February 27th, 2012 by Peggy Farabaugh
Guest Blogger: Shannon Albritton
Customer Champion at Vermont Woods Studios
It’s certainly not a news flash that Vermont has received below average snowfall this winter. Who am I kidding? We’ve probably had less snow than Georgia (please don’t fact check this). On the heels of 2011’s over-the-top weather including abominable winter snow storms and hurricane-force floods it seems Mother Nature may be taking a time-out for bad behavior… or maybe she thinks we deserve a break?
So while ‘Mother’ is kicking back in her flip-flops [I picture her sipping a blood orange, ginger mimosa from a treehouse in Costa Rica] University of Vermont’s Proctor Maple Research Center is receiving calls from concerned maple syrup lovers with fears that this year’s easy-breezy winter could take the sweetness out of maple syrup production? We just want to know; will there be syrup for our honey-buckwheat blueberry pancakes?
Many Vermont maple syrup producers, known as sugarmakers, are beginning the season 2-3 weeks earlier this year and some long-time producers report this to be their earliest start ever. Sugarmakers are reaching out to one another seeking asking questions such as “When are you starting?” and “It is time?” One producer has decided not to tap his trees at all this year because he’s already seen signs of leaf buds. Once maple trees have begun to bud an off flower flavor occurs in the sap and brings a halt to the season.
What’s the general word from Vermont’s sugarmakers to all of us who love that sticky-sweet maple syrup, candy, taffy and it’s amber brown goodness? It looks like we’re all going to be OK. Turns out the weather while the sap is flowing is more critical than the weather leading up to the big event. Vermont sugarmakers are hoping for just the right balance of freezing and thawing temperatures during the six-week sap flow season to maintain just the right flow. For the moment they’re looking good though too many warm days and not enough freezing nights could still cause an impact. Overall sugarmakers seem encouraged that all is well in maple sugar land and our pancakes will surely be graced, once again, by our much loved liquid gold.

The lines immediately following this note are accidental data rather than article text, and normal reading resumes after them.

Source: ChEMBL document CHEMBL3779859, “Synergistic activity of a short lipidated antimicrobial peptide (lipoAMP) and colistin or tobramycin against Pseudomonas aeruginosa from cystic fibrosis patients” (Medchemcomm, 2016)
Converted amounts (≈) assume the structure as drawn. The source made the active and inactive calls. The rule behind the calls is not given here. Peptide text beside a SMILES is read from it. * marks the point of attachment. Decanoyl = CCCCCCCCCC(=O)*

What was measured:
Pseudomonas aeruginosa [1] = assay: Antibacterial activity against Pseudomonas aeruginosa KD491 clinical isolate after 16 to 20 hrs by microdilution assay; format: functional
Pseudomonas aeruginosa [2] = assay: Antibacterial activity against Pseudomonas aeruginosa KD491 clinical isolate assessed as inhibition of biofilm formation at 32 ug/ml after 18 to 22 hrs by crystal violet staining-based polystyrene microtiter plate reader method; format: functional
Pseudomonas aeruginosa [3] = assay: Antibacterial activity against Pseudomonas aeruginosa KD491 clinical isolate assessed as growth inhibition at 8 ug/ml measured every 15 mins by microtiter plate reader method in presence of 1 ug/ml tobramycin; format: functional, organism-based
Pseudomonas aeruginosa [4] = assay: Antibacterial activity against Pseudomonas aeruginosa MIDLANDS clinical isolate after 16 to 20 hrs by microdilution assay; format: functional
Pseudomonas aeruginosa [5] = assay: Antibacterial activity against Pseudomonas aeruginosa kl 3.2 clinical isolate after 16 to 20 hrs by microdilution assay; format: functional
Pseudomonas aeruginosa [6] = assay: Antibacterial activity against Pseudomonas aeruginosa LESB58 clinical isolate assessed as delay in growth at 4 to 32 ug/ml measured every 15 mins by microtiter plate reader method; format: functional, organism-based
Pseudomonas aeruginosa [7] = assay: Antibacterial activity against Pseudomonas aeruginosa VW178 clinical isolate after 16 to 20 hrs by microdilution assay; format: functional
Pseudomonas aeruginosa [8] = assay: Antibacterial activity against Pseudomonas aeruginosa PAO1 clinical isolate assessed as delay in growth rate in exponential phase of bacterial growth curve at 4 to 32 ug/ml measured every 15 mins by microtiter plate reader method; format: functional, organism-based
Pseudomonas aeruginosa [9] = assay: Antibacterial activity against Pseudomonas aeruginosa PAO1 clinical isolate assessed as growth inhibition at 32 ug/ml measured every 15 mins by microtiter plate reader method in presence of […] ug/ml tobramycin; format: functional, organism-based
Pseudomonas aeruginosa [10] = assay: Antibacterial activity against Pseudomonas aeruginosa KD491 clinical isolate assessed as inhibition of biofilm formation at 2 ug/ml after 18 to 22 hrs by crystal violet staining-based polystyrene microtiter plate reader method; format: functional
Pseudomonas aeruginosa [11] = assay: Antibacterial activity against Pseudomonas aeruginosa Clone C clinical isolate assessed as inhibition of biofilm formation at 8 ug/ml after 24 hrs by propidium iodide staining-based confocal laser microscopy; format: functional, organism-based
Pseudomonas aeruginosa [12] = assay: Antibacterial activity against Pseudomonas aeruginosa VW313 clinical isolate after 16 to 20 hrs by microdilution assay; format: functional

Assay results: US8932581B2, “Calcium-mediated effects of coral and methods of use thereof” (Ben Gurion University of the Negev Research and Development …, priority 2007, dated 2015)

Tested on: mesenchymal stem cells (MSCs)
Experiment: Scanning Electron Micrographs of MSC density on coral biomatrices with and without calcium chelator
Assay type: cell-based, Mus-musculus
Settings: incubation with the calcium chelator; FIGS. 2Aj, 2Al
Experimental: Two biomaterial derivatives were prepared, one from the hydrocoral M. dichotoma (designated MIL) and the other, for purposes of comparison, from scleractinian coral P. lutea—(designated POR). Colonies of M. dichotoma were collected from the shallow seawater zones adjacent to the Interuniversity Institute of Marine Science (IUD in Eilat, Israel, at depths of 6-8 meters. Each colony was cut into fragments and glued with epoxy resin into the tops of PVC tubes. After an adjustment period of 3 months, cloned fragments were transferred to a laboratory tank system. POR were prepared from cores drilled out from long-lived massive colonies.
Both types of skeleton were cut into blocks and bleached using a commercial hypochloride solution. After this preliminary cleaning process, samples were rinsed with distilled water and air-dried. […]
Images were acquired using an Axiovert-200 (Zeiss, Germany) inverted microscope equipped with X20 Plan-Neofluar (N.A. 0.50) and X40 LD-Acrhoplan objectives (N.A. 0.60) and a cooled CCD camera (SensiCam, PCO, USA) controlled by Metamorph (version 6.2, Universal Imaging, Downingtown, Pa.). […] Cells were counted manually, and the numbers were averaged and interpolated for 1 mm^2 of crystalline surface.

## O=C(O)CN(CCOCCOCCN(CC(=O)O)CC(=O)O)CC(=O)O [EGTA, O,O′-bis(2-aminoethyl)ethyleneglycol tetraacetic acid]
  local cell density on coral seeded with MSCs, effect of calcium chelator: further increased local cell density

Although the fate of this year’s maple sugaring season may lie in the hands of a flip-flop wearing, mimosa sipping woman chilling on an exotic island, I have faith – faith that Vermont will do what Vermont always does – figure it out and make do with whatever Mother Nature blows our way.
A friend told me his young daughter has learned to read the maple trees and they tell her when the time is right to begin tapping. She hasn’t been wrong yet. I’m going to contact him and see what she’s predicting for the season. I’m guessing she’s got a hotline straight to our ‘Mother’. One thing’s for sure – Vermont’s sugarmakers aren’t ready to back down from this tap dance just yet — show us your moves Mother Nature.
Watch this delightful video of Henry Emmons, 67, of Red Rock Maple Farm in Starksboro VT and see the maple sugar flow as he started making maple syrup this week as day-time temperatures soar. (Produced my Emily McManamy, Burlington Free Press)
January 10th, 2012 by Peggy Farabaugh
We've only got Kendall for a few more days before he ditches us at Vermont Woods Studios and goes back to college after a nice long winter break. That's pretty sad because he's been cranking out the website work these last few weeks– stuff that none of the rest of us (except Manjula, of course) know how to do.
Anyway, Kendall's becoming a Facebook genie and he's set up a "Staff Picks" tab. This week he's featuring Shannon's favorite furniture, the Modern American Dining Set. It's a beautiful solid cherry table and benches– very simple but very elegant too.